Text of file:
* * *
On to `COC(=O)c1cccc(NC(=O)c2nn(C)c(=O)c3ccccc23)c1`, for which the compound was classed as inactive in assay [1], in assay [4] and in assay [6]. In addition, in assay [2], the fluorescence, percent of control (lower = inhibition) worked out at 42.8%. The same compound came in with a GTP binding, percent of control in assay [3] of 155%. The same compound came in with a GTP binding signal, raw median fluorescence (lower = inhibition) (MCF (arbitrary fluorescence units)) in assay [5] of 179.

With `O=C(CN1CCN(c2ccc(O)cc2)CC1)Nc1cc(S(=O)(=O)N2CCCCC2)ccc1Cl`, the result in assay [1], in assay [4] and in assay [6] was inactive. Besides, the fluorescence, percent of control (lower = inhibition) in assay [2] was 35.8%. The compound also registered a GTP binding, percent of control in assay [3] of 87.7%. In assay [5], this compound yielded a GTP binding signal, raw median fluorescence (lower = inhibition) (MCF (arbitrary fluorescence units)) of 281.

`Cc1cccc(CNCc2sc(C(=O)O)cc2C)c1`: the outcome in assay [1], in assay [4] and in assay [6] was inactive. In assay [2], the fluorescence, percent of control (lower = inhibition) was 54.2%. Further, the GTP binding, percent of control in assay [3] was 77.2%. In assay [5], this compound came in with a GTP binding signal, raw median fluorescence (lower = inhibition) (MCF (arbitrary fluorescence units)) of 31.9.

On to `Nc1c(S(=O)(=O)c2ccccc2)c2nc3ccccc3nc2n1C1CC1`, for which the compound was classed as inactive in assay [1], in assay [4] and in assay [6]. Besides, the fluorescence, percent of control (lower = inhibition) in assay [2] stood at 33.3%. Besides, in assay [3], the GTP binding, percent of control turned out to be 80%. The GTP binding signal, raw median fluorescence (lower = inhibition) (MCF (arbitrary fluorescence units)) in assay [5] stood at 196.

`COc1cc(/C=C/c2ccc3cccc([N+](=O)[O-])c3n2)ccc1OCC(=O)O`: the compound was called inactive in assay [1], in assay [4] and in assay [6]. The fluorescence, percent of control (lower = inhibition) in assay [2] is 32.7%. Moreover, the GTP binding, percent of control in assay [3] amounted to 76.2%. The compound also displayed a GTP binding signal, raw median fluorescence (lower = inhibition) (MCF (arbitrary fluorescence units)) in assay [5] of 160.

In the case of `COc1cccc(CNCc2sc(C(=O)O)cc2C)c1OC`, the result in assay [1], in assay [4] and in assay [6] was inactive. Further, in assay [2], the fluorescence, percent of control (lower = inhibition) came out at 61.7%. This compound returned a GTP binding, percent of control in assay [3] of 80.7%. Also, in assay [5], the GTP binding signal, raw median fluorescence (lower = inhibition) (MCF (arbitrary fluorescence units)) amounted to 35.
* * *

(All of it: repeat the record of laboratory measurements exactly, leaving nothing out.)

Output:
On to `COC(=O)c1cccc(NC(=O)c2nn(C)c(=O)c3ccccc23)c1`, for which the compound was classed as inactive in assay [1], in assay [4] and in assay [6]. In addition, in assay [2], the fluorescence, percent of control (lower = inhibition) worked out at 42.8%. The same compound came in with a GTP binding, percent of control in assay [3] of 155%. The same compound came in with a GTP binding signal, raw median fluorescence (lower = inhibition) (MCF (arbitrary fluorescence units)) in assay [5] of 179.

With `O=C(CN1CCN(c2ccc(O)cc2)CC1)Nc1cc(S(=O)(=O)N2CCCCC2)ccc1Cl`, the result in assay [1], in assay [4] and in assay [6] was inactive. Besides, the fluorescence, percent of control (lower = inhibition) in assay [2] was 35.8%. The compound also registered a GTP binding, percent of control in assay [3] of 87.7%. In assay [5], this compound yielded a GTP binding signal, raw median fluorescence (lower = inhibition) (MCF (arbitrary fluorescence units)) of 281.

`Cc1cccc(CNCc2sc(C(=O)O)cc2C)c1`: the outcome in assay [1], in assay [4] and in assay [6] was inactive. In assay [2], the fluorescence, percent of control (lower = inhibition) was 54.2%. Further, the GTP binding, percent of control in assay [3] was 77.2%. In assay [5], this compound came in with a GTP binding signal, raw median fluorescence (lower = inhibition) (MCF (arbitrary fluorescence units)) of 31.9.

On to `Nc1c(S(=O)(=O)c2ccccc2)c2nc3ccccc3nc2n1C1CC1`, for which the compound was classed as inactive in assay [1], in assay [4] and in assay [6]. Besides, the fluorescence, percent of control (lower = inhibition) in assay [2] stood at 33.3%. Besides, in assay [3], the GTP binding, percent of control turned out to be 80%. The GTP binding signal, raw median fluorescence (lower = inhibition) (MCF (arbitrary fluorescence units)) in assay [5] stood at 196.

`COc1cc(/C=C/c2ccc3cccc([N+](=O)[O-])c3n2)ccc1OCC(=O)O`: the compound was called inactive in assay [1], in assay [4] and in assay [6]. The fluorescence, percent of control (lower = inhibition) in assay [2] is 32.7%. Moreover, the GTP binding, percent of control in assay [3] amounted to 76.2%. The compound also displayed a GTP binding signal, raw median fluorescence (lower = inhibition) (MCF (arbitrary fluorescence units)) in assay [5] of 160.

In the case of `COc1cccc(CNCc2sc(C(=O)O)cc2C)c1OC`, the result in assay [1], in assay [4] and in assay [6] was inactive. Further, in assay [2], the fluorescence, percent of control (lower = inhibition) came out at 61.7%. This compound returned a GTP binding, percent of control in assay [3] of 80.7%. Also, in assay [5], the GTP binding signal, raw median fluorescence (lower = inhibition) (MCF (arbitrary fluorescence units)) amounted to 35.